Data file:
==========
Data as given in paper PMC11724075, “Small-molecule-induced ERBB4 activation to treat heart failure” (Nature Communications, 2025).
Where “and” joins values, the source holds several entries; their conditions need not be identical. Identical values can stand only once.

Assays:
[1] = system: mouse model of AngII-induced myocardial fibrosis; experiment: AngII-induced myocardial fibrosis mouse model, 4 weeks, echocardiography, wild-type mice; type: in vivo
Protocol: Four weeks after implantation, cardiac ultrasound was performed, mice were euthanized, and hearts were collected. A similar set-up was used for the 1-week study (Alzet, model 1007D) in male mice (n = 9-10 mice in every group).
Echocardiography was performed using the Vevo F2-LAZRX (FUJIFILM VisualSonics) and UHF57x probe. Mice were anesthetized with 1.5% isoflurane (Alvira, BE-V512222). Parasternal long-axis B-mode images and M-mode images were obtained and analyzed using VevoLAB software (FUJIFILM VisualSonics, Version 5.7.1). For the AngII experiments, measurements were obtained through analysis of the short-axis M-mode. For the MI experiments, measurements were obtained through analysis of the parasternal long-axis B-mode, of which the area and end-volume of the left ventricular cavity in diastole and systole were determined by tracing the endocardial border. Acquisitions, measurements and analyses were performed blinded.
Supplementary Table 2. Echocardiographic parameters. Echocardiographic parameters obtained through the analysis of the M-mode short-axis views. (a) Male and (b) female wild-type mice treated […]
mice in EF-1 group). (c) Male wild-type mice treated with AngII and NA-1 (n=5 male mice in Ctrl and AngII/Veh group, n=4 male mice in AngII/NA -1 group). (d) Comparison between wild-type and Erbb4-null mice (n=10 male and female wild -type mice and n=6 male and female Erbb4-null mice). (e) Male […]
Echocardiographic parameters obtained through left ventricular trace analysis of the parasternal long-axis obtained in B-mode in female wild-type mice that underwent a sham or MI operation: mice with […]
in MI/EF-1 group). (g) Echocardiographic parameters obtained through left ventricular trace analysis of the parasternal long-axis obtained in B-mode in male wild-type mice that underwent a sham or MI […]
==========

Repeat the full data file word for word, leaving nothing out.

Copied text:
Data as given in paper PMC11724075, “Small-molecule-induced ERBB4 activation to treat heart failure” (Nature Communications, 2025).
Where “and” joins values, the source holds several entries; their conditions need not be identical. Identical values can stand only once.

Assays:
[1] = system: mouse model of AngII-induced myocardial fibrosis; experiment: AngII-induced myocardial fibrosis mouse model, 4 weeks, echocardiography, wild-type mice; type: in vivo
Protocol: Four weeks after implantation, cardiac ultrasound was performed, mice were euthanized, and hearts were collected. A similar set-up was used for the 1-week study (Alzet, model 1007D) in male mice (n = 9-10 mice in every group).
Echocardiography was performed using the Vevo F2-LAZRX (FUJIFILM VisualSonics) and UHF57x probe. Mice were anesthetized with 1.5% isoflurane (Alvira, BE-V512222). Parasternal long-axis B-mode images and M-mode images were obtained and analyzed using VevoLAB software (FUJIFILM VisualSonics, Version 5.7.1). For the AngII experiments, measurements were obtained through analysis of the short-axis M-mode. For the MI experiments, measurements were obtained through analysis of the parasternal long-axis B-mode, of which the area and end-volume of the left ventricular cavity in diastole and systole were determined by tracing the endocardial border. Acquisitions, measurements and analyses were performed blinded.
Supplementary Table 2. Echocardiographic parameters. Echocardiographic parameters obtained through the analysis of the M-mode short-axis views. (a) Male and (b) female wild-type mice treated […]
mice in EF-1 group). (c) Male wild-type mice treated with AngII and NA-1 (n=5 male mice in Ctrl and AngII/Veh group, n=4 male mice in AngII/NA -1 group). (d) Comparison between wild-type and Erbb4-null mice (n=10 male and female wild -type mice and n=6 male and female Erbb4-null mice). (e) Male […]
Echocardiographic parameters obtained through left ventricular trace analysis of the parasternal long-axis obtained in B-mode in female wild-type mice that underwent a sham or MI operation: mice with […]
in MI/EF-1 group). (g) Echocardiographic parameters obtained through left ventricular trace analysis of the parasternal long-axis obtained in B-mode in male wild-type mice that underwent a sham or MI […]